To better represent Kansans, we citizens should press for better pay for our lawmakers. This is a simple statement, and such a change would not guarantee better policies, however they are defined. But without question, higher salaries would produce a Legislature that looks a lot more like the overall population of the state.

Let’s be clear. The argument here is that governmental structures and processes powerfully affect the policies that legislatures, governors and courts produce.

In Kansas, Secretary of State Kris Kobach consistently sought to restrict access to the polls through harsh registration and voting rules. He succeeded only in part, but his policies might well have resulted in a couple of Kansas Senate districts electing conservative Republicans rather than Democrats (or moderate Republicans). That is important, even crucial. Had one less conservative Republican been elected to the state senate in 2016, a good year for moderates of both parties, Medicaid expansion would likely have passed in 2019.

In short, process can and does affect substantive outcomes, time and again.

Which gets us to the issue of salaries for state legislators. Across the country, these salaries vary tremendously, from zero in New Mexico and $200 a year in New Hampshire to $107,000 annually in California, and that’s before “per diem” expenses ($192/day for California) are included. Kansas lawmakers receive $88.66 per day, or $9,000 for a 90-day legislative session. They do receive $144 in per diem payments, to cover expenses, but even that adds up only to about $23,000.

Advocates for a vaunted “citizen legislature” will argue that such compensation is more than adequate for a part-time job and that we don’t want to create a so-called “professional legislature.”

That’s baloney. Rather such minimal compensation, among the lowest in the nation, excludes most citizens from serving. Most working class individuals, single heads of households and younger professionals simply cannot afford to serve. Nor do we get the mid-career lawyers, farmers and bankers that once served with distinction. The costs of serving are simply too high.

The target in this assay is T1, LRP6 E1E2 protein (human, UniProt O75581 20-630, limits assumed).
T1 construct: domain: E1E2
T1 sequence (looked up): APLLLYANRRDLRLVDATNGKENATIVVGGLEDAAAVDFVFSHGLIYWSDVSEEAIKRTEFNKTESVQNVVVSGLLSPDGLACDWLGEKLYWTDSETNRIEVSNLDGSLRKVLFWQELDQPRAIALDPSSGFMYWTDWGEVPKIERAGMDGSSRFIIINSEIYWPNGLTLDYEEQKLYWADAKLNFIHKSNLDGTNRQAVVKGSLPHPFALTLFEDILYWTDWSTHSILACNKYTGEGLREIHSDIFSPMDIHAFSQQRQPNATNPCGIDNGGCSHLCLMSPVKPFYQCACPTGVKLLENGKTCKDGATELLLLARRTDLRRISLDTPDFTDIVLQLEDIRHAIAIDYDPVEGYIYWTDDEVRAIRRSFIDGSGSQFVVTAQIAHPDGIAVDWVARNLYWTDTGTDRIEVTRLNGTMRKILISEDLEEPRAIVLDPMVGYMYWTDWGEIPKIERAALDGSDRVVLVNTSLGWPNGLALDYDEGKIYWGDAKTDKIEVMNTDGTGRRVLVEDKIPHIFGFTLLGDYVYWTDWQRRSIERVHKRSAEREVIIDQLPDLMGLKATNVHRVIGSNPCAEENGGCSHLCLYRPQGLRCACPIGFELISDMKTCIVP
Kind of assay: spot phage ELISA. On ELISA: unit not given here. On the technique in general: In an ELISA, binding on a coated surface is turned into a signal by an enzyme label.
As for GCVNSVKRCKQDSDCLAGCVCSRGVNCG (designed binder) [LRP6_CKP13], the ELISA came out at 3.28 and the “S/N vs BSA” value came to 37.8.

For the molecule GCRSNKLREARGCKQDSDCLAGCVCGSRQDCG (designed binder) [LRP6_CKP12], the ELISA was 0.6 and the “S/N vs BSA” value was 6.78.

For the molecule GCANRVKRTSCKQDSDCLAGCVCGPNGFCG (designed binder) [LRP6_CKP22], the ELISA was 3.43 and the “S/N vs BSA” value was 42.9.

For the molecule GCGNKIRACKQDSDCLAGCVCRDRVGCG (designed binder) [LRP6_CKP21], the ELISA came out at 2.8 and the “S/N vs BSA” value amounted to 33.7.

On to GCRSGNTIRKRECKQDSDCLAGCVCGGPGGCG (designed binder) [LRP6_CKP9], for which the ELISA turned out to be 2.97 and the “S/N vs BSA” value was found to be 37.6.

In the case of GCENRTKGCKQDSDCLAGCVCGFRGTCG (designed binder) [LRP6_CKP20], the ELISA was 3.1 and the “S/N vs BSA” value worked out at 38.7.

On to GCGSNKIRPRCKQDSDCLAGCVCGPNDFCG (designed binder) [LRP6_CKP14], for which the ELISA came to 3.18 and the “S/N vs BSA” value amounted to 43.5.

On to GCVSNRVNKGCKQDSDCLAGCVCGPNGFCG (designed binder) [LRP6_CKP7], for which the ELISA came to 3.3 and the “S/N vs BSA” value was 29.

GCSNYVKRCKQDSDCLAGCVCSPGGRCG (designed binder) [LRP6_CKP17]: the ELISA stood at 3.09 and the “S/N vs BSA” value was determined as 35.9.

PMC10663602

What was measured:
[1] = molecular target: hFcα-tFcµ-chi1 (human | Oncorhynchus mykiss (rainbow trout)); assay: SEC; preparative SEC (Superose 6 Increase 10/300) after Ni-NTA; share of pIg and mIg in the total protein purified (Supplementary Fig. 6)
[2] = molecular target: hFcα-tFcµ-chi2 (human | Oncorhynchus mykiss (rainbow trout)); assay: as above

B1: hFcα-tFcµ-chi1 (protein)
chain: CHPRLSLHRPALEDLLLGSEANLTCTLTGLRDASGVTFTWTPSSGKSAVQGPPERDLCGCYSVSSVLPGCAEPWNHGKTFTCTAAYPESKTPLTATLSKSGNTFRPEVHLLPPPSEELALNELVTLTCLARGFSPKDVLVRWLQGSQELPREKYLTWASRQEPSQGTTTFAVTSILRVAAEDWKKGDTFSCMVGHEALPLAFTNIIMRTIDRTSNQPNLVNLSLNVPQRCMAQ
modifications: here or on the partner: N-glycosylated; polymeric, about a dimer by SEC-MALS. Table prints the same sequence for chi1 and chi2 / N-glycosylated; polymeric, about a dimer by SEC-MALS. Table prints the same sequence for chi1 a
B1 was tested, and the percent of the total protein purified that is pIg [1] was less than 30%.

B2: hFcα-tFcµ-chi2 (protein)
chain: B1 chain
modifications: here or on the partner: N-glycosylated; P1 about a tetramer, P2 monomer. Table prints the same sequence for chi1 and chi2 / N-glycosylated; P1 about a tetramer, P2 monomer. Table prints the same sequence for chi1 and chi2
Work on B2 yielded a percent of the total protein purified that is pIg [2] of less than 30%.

What we get are retired individuals (often professionals), a handful of young people (mostly single), spouses who can afford to take a low-paying job and some lucky folks whose employers are willing to help subsidize their service. All this means that our representatives do not look at all like our population in terms of wealth or occupation. And we haven’t even addressed the issues of under-representation of minorities and women.

Establishing a salary that approaches the median of state compensation — around $45,000 — while maintaining a decent (say, $100/day) per diem would do a lot to attract a wider range of candidates and legislators. It would also reduce the number of real and potential conflicts among legislators, who would no longer need to work for interests that seek to influence them.

Most importantly, a Legislature that looks more like the state’s population would likely enact substantive policies that reflect the wishes of the electorate. Almost certainly, this would start with expanding Medicaid, but it would also include action on criminal justice reform, eliminating sales taxes on food purchases, and strengthening the delivery of services that affect every Kansan.

In sum, the rules of governing affect policy outcomes. The state could take a giant step forward by making legislative service a reasonable option for far more of its citizens.

Burdett Loomis is an emeritus professor of political science at the University of Kansas. He can be reached at burdettloomis@gmail.com.